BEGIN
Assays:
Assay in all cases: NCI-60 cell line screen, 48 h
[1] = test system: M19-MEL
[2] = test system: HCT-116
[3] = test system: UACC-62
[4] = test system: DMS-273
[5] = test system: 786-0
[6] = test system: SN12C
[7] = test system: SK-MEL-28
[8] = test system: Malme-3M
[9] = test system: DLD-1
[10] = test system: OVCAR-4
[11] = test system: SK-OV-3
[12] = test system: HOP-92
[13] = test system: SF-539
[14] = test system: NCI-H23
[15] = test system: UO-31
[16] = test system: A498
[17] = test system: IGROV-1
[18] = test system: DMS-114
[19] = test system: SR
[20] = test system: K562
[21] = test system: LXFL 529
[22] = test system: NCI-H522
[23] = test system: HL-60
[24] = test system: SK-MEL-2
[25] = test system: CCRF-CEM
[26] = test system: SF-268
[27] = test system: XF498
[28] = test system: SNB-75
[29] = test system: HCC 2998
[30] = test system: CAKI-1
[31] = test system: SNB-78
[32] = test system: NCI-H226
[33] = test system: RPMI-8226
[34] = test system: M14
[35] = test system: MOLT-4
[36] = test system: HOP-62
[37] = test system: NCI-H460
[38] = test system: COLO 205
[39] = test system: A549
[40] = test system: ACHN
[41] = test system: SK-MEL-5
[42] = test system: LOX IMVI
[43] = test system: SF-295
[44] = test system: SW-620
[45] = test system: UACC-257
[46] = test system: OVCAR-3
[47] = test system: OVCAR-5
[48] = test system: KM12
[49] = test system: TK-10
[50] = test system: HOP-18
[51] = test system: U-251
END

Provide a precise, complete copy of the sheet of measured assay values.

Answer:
Assays:
Assay in all cases: NCI-60 cell line screen, 48 h
[1] = test system: M19-MEL
[2] = test system: HCT-116
[3] = test system: UACC-62
[4] = test system: DMS-273
[5] = test system: 786-0
[6] = test system: SN12C
[7] = test system: SK-MEL-28
[8] = test system: Malme-3M
[9] = test system: DLD-1
[10] = test system: OVCAR-4
[11] = test system: SK-OV-3
[12] = test system: HOP-92
[13] = test system: SF-539
[14] = test system: NCI-H23
[15] = test system: UO-31
[16] = test system: A498
[17] = test system: IGROV-1
[18] = test system: DMS-114
[19] = test system: SR
[20] = test system: K562
[21] = test system: LXFL 529
[22] = test system: NCI-H522
[23] = test system: HL-60
[24] = test system: SK-MEL-2
[25] = test system: CCRF-CEM
[26] = test system: SF-268
[27] = test system: XF498
[28] = test system: SNB-75
[29] = test system: HCC 2998
[30] = test system: CAKI-1
[31] = test system: SNB-78
[32] = test system: NCI-H226
[33] = test system: RPMI-8226
[34] = test system: M14
[35] = test system: MOLT-4
[36] = test system: HOP-62
[37] = test system: NCI-H460
[38] = test system: COLO 205
[39] = test system: A549
[40] = test system: ACHN
[41] = test system: SK-MEL-5
[42] = test system: LOX IMVI
[43] = test system: SF-295
[44] = test system: SW-620
[45] = test system: UACC-257
[46] = test system: OVCAR-3
[47] = test system: OVCAR-5
[48] = test system: KM12
[49] = test system: TK-10
[50] = test system: HOP-18
[51] = test system: U-251